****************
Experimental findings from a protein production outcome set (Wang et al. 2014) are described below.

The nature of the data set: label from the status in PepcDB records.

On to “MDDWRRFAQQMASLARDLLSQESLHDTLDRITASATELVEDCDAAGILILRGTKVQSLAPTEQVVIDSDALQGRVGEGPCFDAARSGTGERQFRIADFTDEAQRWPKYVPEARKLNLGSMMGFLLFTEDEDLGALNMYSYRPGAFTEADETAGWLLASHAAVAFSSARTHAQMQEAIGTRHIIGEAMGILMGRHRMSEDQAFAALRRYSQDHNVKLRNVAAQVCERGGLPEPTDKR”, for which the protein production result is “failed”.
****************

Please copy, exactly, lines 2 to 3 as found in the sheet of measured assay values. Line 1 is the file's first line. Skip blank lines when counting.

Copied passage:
The nature of the data set: label from the status in PepcDB records.

On to “MDDWRRFAQQMASLARDLLSQESLHDTLDRITASATELVEDCDAAGILILRGTKVQSLAPTEQVVIDSDALQGRVGEGPCFDAARSGTGERQFRIADFTDEAQRWPKYVPEARKLNLGSMMGFLLFTEDEDLGALNMYSYRPGAFTEADETAGWLLASHAAVAFSSARTHAQMQEAIGTRHIIGEAMGILMGRHRMSEDQAFAALRRYSQDHNVKLRNVAAQVCERGGLPEPTDKR”, for which the protein production result is “failed”.